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Wednesday 23 August 2023

Bagging Area Interview: Eyes Of Others (And Remix EP)

Back in May I saw Eyes Of Others play at The Castle in Manchester, a memorable night in a small venue. Eyes Of Others make (self described) 'post- pub couldn't get in the club' music- synths and drum machines, bits of guitar, sing song vocals, occasional bursts of acid, music that draws on the space of dub, the pioneering electronic sound of early New Order, psychedelic in the way The Beta Band were,  with some sideways on lyrics. The self titled album came out in May on Heavenly, one of my favourites from 2023. Since then John has been on tour playing small gigs and festivals throughout the summer. Through a short series of connections John, who is Eyes Of Others, agreed to do an interview, the second Bagging Area interview this year/ ever (after the one with Duncan Gray of Tici Taci earlier this year). Thanks to Dan for being the fixer in this instance. 

Bagging Area: You’ve been on the road recently playing venues across the country (I saw you play at the Castle in Manchester and really enjoyed it) and some festivals. How’s it been? How have the gigs gone?

Eyes Of OthersIt’s been a fun trip. We’ve played lots of different types of venue from Churches to old Legions to record stores over the last few months or so. Had a really good one with Optimo Espacio just there too. The best bit has been chatting to folk after the gig, around the bar or at the merch stand. That’s when you get a good sense of how the tunes are hitting, what’s working and what’s not.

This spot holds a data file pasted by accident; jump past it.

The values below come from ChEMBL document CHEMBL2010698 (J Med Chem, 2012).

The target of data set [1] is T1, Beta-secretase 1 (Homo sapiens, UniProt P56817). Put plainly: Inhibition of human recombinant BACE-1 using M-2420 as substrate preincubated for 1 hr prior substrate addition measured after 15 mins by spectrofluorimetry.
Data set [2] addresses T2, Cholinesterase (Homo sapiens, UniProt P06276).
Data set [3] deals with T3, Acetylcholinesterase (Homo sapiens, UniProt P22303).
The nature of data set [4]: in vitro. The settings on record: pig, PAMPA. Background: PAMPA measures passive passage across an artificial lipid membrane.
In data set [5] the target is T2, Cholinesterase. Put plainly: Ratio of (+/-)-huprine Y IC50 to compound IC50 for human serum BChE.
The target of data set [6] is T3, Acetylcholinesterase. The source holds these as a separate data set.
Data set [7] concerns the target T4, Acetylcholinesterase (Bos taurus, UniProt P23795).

Bagging Area: Heavenly Records have a such a strong history and varied back catalogue. It feels like a good fit for your music and outlook. How does it feel to be on the label?

Eyes Of Others: I’ve been a fan of Heavenly’s artists since I was a kid so they have always been on my radar when I started to make my own music. I think I first heard of Heavenly after hearing they released the Manic’s Motown Junk. So it feels right to be working with them - good bunch of people. The roster is pretty diverse in sound at the moment so from my point view I feel kinda free to make the music I want, as there no box or genre that I’m expected to slot into. That’s what you want as an artist.

Bagging AreaI hear some early New Order in your sound and there’s a strong dub feel to the album, lots of echo and space along with the synths and keys. Is dub a big influence?

Eyes Of Others: Yeah of course. A lot of the dub influences came through Stuart Evans, who mixed and co-produced the album. He introduced me to a lot of dub a number of years ago when we worked together at Green Door Studio in Glasgow. Stu uses the Roland Space Echo like an instrument, inspired by the likes of King Tubby or Scratch Perry. I kinda wrote the tracks with his creative flair for dub in mind. It adds a wildness to everything as he makes the most of the Space Echo’s predictable unpredictability.

Bagging AreaThere are a lot of animals in your songs- a psychedelic cow on the cover of the album, a song sung from the perspective of a cow at an abattoir, a photo of you with an owl on your wrist, single art with sloths, dogs and pigs, lyrics about filling up your birdfeeder. Where does the strong connection with animals come from?